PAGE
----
From Hazelwood to Home, Silence of the Press Persists

Hannah Perry

During a time in which people are being encouraged to speak up about what they deem is important, some of America’s most valuable voices are being silenced.


Among them are student journalists who simply want to exercise freedom of the press, a right guaranteed under the First Amendment, by covering pressing issues in their communities. When considering how to deal with the censorship of student journalists, Hazelwood School District v. Kuhlmeier (1988) is used as a model.


According to a case summary published by United States Courts, two articles written for Hazelwood East High School’s newspaper The Spectrum, sparked controversy. The stories covered the experiences of the impact of divorce and teen pregnancy among the young authors’ peers. Before they could be released, the high school’s principal failed to inform the students that he had erased the articles from the paper. Upon realizing there were pages missing from The Spectrum, students of the Journalism II class that penned the stories formed a case against the school district and took it to the U.S. District Court for the Eastern District of Missouri in St. Louis.


Their hopes of putting the articles back in the newspaper were shattered when the trial court authorized the actions of the school. They later appealed to the U.S. Court of Appeals for the Eighth Circuit, which reversed the lower court’s decision and labeled The Spectrum as a public forum. Unfortunately, this categorization was revoked as soon as the school district took the case to the U.S. Supreme Court. As the case came to a close, it was determined the students’ free speech rights were not violated by the actions of the principal. Looking further into the control the administration had over the newspaper, they concluded that the school was justified in its interest in limiting inappropriate content. Ever since this 5-3 ruling, a precedent has been set and is known as the Hazelwood standard.


Ultimately, if the media outlet is not a public forum, meaning student editors have power to determine the content they publish, schools can get away with censoring student media if there is an educational purpose. Although the Hazelwood standard gave administrators the power to censor based on pedagogical concerns, there have been several instances in which they find other reasons to shut down student speech.


One of the most common situations is when students report on issues that potentially portray their school in a negative light. For example, according to an article published by the National Center for Free Speech and Civic Engagement titled “Freedom of the Press on Campus,” Fairmont State University adviser Michael Kelley was let go in 2015 after a story about the campus’s mold problem was published. “It was the grand and final action from the administration after repeatedly threatening to defund the newspaper,” according to a news article published by the Student Press Law Center. These extreme approaches to halting the production of student-made media show how sneaky school officials can be, especially when they do not have a legitimate educational purpose for censorship.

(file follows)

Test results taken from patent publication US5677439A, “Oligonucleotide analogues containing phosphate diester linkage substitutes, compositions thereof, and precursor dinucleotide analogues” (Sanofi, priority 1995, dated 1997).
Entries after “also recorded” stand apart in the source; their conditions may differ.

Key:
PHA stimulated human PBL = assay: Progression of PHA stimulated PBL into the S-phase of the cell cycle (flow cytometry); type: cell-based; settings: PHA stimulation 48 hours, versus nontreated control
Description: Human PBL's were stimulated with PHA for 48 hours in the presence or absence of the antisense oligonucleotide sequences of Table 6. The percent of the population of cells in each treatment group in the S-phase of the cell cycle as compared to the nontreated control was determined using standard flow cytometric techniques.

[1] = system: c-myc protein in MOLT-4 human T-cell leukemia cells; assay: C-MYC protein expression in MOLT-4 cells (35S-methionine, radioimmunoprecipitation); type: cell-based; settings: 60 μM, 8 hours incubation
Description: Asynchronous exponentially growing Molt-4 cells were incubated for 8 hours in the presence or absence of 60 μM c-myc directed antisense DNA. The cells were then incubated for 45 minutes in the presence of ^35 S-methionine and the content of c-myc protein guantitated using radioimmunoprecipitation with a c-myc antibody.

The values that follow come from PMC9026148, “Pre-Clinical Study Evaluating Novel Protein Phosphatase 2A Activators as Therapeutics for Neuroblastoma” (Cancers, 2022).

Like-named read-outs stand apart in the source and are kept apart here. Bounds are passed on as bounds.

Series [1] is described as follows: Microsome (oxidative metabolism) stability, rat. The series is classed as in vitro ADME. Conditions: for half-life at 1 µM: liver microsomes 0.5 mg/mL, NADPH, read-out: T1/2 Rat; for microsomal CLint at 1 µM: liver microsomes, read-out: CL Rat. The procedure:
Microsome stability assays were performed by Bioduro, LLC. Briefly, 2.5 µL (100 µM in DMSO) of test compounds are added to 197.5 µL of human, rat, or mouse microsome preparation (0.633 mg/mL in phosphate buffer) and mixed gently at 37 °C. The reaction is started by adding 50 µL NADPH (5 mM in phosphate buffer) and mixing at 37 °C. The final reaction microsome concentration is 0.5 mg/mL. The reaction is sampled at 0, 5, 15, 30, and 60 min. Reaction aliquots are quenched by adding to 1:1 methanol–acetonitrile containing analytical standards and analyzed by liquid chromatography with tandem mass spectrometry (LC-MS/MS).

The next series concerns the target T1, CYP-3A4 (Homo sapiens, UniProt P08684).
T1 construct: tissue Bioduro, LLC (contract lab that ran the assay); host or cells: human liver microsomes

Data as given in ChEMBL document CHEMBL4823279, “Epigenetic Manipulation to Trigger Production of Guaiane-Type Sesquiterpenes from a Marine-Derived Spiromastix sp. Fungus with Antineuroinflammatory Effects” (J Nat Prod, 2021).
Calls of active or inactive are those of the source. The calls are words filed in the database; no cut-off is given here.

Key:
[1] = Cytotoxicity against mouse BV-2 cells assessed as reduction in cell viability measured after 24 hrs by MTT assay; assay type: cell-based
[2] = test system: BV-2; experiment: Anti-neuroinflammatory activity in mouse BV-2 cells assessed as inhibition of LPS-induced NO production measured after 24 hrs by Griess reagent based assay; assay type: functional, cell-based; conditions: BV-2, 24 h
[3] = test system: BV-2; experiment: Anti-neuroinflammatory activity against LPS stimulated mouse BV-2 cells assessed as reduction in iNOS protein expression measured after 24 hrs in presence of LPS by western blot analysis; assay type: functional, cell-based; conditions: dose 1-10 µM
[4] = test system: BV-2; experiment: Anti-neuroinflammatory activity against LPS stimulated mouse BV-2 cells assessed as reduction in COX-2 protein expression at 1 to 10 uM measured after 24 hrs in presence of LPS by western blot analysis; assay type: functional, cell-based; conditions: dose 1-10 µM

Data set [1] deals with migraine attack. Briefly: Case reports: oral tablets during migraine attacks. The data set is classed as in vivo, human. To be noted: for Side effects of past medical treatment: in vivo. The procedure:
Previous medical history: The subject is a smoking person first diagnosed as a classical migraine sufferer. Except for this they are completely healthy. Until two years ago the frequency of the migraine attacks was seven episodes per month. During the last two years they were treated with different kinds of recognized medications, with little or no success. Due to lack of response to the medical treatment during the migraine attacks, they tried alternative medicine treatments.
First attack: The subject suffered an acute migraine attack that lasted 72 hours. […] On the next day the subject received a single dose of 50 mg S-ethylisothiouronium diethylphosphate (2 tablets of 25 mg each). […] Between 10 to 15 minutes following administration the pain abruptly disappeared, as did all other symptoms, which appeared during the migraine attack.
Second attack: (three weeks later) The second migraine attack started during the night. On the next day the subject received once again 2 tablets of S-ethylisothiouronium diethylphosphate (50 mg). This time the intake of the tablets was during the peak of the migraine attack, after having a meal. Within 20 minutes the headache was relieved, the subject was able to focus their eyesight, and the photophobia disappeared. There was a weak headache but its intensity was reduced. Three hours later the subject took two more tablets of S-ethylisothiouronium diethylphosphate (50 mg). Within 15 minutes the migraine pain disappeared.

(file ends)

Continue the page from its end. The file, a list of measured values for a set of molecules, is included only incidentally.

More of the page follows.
While the criteria for censorship remain broad, my reaction to these situations is blunt. Student media should not be censored because it compromises the principles of journalism.


When told they cannot publish their work, the mindsets of students shift. They become doubtful of their work and start to censor themselves, which can result in a lack of public accountability, truthfulness, and balance. In addition to basic journalistic values being sacrificed, it is possible for their work ethic and enthusiasm to become diminished. These students chose to practice journalism, not public relations. Whether crafting articles about sports, breaking news, or their opinions, it is vital for students to know their rights when it comes to publishing their work through their school’s journalism program. Information about special protections for student journalists can be found on the website of the Student Press Law Center, a nonpartisan organization that intends to “promote, support and defend the First Amendment and press freedom rights of high school and college journalists and their advisers.”


In addition to learning about their rights as journalists, student media creators should not take the decisions of administration as the be-all and end-all. Standing up for what they believe in is essential. When faced with unrelenting backlash, a last-resort solution, according to the SPLC’s list of ways to fight censorship, is to seek other platforms—somewhere the content will not be censored, such as a self-funded underground publication. These reactions can be avoided by clear and consistent communication between student journalists, their advisers, and administration.


Everyone involved in situations of possible censorship must understand the fact that student journalists are not professionals and should not be treated as such. However, they should be trusted to use their best judgement, a skill that will help them in the real world. At the end of the day, administrators must realize that they are in the process of learning the skills necessary to produce content, not with ill-intentions of sabotage or ruining reputations, but with the main goal of keeping their community informed.